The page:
Published in Neuro-Rehab Times
A specialist care home has seen its recent investment and raft of measures dedicated to improving residents’ lives acknowledged by the CQC with a significantly-improved rating.
Manor Lodge Care Home, a 20-bed home for people with mental health conditions, learning disabilities, dementia and autism, committed to a full review of its provision, after a CQC inspection earlier this year identified multiple breaches of legislation and concerns around safeguarding.
And in only five months, the home – in Whitley Bay, North Tyneside – has raised its rating from Requires Improvement to Good, with inspectors highlighting the “widespread changes…(which have) led to improvements in the quality and safety of the service”.
The new rating, which saw Manor Lodge rated as Good in every headline area, comes after a significant investment project to implement a whole new digital care system, which will take full effect from December 1, and upgrade and refurbish facilities.
Residents have also been given more opportunities to be involved in the running of their home, with some even playing a role in the recruitment of new staff by being part of a second-interview panel and having input into whether potential new residents will be accepted into Manor Lodge.
Paul TM Smith, a consultant to Manor Lodge owner Renal Health, has overseen the major overhaul of the home and its practices, policies and procedures, building on his 40 years experience of working in care to identify ways to raise standards and improve residents’ lives.
“It was about stripping it back and going back to basics. We talk about a person-centred approach, but we needed to deliver that person-centred approach. We needed to empower our residents and did this in a very holistic way,” he says.
“We looked at how we could give people as much control over their lives as possible so they can live a good life, one where they’re not just filling the hours, but are living a meaningful life. It’s about looking from a human point of view and seeing how we can do the very best for that person.
“Twenty-bed services such as Manor Lodge are something to be cherished; the opportunity for people to be supported in this way to live in the community is fantastic but planning permission is no longer given for homes of this kind above five beds. We must continue these kinds of services, but make sure they are of the highest quality.
“For us to make the improvement we have done in only five months has taken huge efforts from the whole team, many of whom have worked large parts of seven days a week, myself included, but what we want to deliver is the very best home we can for our residents – after all, this is their home, the place they live, so we want it to be a place they can be proud to call home.”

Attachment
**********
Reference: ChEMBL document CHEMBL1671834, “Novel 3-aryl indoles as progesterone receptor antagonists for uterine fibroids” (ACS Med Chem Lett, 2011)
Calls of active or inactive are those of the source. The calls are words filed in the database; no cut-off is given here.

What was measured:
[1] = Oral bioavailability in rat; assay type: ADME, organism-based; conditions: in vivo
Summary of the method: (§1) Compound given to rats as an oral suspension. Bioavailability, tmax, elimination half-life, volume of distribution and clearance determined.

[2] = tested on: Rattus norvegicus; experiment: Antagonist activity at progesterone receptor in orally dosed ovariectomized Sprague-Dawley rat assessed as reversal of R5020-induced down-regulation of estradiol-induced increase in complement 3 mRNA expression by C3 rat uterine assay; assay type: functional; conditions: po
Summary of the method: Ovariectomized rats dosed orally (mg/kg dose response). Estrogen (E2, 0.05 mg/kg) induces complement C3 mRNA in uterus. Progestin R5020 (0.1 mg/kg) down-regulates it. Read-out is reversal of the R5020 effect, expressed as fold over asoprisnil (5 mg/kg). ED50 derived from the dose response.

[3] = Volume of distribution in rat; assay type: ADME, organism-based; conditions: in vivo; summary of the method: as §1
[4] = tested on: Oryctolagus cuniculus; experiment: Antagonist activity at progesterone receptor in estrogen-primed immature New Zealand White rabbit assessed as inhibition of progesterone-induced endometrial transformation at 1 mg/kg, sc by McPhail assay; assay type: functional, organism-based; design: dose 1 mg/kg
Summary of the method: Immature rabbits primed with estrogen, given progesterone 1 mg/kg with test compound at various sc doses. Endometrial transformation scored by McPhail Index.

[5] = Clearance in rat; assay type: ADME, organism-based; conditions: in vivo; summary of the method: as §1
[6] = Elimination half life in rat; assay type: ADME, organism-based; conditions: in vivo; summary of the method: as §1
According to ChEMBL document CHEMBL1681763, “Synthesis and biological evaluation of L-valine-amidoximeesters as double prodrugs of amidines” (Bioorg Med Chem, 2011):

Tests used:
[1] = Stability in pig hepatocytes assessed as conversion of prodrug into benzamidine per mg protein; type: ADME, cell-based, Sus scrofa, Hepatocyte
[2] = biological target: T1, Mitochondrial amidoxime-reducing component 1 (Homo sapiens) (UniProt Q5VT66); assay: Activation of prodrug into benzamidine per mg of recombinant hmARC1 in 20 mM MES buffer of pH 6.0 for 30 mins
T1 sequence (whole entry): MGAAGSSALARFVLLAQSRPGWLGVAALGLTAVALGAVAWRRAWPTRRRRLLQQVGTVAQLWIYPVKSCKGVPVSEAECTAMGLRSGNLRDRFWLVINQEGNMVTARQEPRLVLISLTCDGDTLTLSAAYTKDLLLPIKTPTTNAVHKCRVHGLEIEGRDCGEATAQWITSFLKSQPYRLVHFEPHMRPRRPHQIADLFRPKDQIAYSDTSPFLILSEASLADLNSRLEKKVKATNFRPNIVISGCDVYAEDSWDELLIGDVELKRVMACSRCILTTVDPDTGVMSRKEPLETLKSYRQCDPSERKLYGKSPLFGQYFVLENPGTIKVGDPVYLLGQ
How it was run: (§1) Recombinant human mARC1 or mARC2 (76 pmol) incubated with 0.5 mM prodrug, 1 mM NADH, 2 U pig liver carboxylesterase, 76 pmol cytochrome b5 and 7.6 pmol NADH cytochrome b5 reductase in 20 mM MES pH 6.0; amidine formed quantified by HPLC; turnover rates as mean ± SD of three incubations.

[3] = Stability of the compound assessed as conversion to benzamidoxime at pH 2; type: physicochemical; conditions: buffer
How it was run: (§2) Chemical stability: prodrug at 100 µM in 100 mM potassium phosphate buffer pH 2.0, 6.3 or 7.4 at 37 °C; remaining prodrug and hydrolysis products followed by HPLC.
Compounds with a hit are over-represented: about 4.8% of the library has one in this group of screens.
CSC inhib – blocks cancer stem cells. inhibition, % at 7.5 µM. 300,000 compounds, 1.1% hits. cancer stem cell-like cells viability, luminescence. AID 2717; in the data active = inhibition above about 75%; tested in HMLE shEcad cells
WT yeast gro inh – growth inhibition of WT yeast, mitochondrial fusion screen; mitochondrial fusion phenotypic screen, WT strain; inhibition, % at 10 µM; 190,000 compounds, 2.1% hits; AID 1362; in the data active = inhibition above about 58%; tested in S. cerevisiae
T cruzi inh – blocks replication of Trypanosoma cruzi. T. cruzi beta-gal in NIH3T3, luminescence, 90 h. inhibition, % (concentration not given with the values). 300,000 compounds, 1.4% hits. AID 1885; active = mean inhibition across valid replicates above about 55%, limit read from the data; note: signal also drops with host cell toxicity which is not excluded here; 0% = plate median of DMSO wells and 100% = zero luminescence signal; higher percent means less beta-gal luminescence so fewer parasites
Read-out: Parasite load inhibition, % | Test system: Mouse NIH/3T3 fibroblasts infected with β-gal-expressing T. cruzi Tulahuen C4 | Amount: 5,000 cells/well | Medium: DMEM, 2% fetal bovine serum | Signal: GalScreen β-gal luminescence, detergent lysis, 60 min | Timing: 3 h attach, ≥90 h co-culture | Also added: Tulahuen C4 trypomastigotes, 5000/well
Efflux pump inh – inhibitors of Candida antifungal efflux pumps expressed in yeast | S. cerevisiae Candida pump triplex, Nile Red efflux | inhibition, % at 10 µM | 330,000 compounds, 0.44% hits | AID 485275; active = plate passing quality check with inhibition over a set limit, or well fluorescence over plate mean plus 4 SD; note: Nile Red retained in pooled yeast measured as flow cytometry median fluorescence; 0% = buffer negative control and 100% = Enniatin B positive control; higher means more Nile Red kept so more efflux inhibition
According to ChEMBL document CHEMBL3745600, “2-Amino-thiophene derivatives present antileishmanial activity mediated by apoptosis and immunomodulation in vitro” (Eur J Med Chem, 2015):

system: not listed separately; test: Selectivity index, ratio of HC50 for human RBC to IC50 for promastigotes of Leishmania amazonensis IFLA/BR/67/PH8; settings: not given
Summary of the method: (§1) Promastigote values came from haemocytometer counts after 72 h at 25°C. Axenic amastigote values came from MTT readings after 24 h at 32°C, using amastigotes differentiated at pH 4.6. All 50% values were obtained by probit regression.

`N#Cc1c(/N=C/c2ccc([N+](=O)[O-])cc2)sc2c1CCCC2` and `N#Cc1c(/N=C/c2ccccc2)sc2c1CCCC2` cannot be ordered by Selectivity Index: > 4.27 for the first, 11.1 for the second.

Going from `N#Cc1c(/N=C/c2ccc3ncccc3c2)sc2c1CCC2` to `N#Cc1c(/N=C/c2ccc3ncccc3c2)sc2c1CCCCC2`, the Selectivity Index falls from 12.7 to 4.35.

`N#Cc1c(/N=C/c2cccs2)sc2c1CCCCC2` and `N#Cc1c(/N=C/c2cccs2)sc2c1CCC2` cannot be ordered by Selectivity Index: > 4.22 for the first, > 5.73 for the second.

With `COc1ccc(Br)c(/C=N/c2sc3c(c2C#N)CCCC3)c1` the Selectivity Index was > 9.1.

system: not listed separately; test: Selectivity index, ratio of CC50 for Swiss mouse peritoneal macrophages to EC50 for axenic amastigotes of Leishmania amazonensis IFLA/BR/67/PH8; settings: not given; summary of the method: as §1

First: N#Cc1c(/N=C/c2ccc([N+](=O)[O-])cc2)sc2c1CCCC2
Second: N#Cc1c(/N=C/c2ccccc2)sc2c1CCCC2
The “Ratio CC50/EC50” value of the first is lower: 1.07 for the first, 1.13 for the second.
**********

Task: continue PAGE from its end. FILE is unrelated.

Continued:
In addition to investment in its facilities – including redecorating residents’ rooms, upgrading the kitchen and living areas and creating a new staff room and learning area – the biggest new introduction into Manor Lodge has been its new Person Centred Software digital care system, which has been in trial among staff for several weeks, ahead of its launch on December 1.
“This along with other supportive on line systems has been a massive change for our staff going from analogue to digital, but they have been fantastic and it has made a huge difference to how we work,” says Paul.
“We will now have a robust digital care planning system in place which ensures everything is recorded in real time. It’s no longer a case of getting to the end of the day and people rushing to update paper records, remembering what had happened at 8am this morning – comments like ‘slept well’ or ‘a good day’ aren’t meaningful, but now we have whole new levels of insight.
“Gone are the days of the huge paper care plans that no-one reads and end up on a shelf – this is a digital icon-based care plan which can be updated and viewed on a device continually and families and relatives have their own areas too.
“While some of our staff have been quite fearful about the digital system as it’s a totally different way of working for them, they have been like sponges and so keen to learn more. It has given them a whole new confidence and reminds them that the work they are doing is so valued.”
Paul is a passionate champion of care workers and is committed to ensuring the team at Manor Lodge feel valued.
“This really is an incredible place, the kind of place where our staff come in on their days off, where they pay for things from their own pockets or purses,” he says.
“This is not an easy job, and people certainly don’t come into care to become millionaires, they do it because they love it and because they care. It is a very, humbling and honourable profession and treating our carers as human beings and not just numbers is not always the norm in this industry, but it should be.
“Our team at Manor Lodge have been very keen to get on board with the changes and make life the best it can be for our residents, and we’ve had plenty of sweat and tears in turning it around, but we have listened to the CQC, we haven’t complained, and have got on with making this a better place. I’m really pleased with what we have achieved so far.”